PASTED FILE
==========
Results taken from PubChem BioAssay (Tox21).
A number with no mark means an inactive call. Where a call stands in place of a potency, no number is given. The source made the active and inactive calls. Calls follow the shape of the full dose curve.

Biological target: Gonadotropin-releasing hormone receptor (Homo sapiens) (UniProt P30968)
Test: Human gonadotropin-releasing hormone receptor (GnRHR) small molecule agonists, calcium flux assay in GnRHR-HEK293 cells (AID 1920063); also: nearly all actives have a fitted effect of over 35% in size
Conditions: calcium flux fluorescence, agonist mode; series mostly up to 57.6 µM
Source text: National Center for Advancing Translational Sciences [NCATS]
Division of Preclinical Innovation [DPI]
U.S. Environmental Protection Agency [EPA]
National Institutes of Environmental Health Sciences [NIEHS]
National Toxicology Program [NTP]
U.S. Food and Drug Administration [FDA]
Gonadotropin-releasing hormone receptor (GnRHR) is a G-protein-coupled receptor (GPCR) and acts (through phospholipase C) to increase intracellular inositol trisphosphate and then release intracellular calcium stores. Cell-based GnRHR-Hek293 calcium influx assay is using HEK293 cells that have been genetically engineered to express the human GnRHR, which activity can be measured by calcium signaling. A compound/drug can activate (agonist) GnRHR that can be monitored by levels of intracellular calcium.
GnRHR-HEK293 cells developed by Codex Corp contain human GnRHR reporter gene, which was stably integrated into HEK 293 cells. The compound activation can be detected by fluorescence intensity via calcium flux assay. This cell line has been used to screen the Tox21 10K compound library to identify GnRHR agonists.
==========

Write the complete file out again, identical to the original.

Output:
Results taken from PubChem BioAssay (Tox21).
A number with no mark means an inactive call. Where a call stands in place of a potency, no number is given. The source made the active and inactive calls. Calls follow the shape of the full dose curve.

Biological target: Gonadotropin-releasing hormone receptor (Homo sapiens) (UniProt P30968)
Test: Human gonadotropin-releasing hormone receptor (GnRHR) small molecule agonists, calcium flux assay in GnRHR-HEK293 cells (AID 1920063); also: nearly all actives have a fitted effect of over 35% in size
Conditions: calcium flux fluorescence, agonist mode; series mostly up to 57.6 µM
Source text: National Center for Advancing Translational Sciences [NCATS]
Division of Preclinical Innovation [DPI]
U.S. Environmental Protection Agency [EPA]
National Institutes of Environmental Health Sciences [NIEHS]
National Toxicology Program [NTP]
U.S. Food and Drug Administration [FDA]
Gonadotropin-releasing hormone receptor (GnRHR) is a G-protein-coupled receptor (GPCR) and acts (through phospholipase C) to increase intracellular inositol trisphosphate and then release intracellular calcium stores. Cell-based GnRHR-Hek293 calcium influx assay is using HEK293 cells that have been genetically engineered to express the human GnRHR, which activity can be measured by calcium signaling. A compound/drug can activate (agonist) GnRHR that can be monitored by levels of intracellular calcium.
GnRHR-HEK293 cells developed by Codex Corp contain human GnRHR reporter gene, which was stably integrated into HEK 293 cells. The compound activation can be detected by fluorescence intensity via calcium flux assay. This cell line has been used to screen the Tox21 10K compound library to identify GnRHR agonists.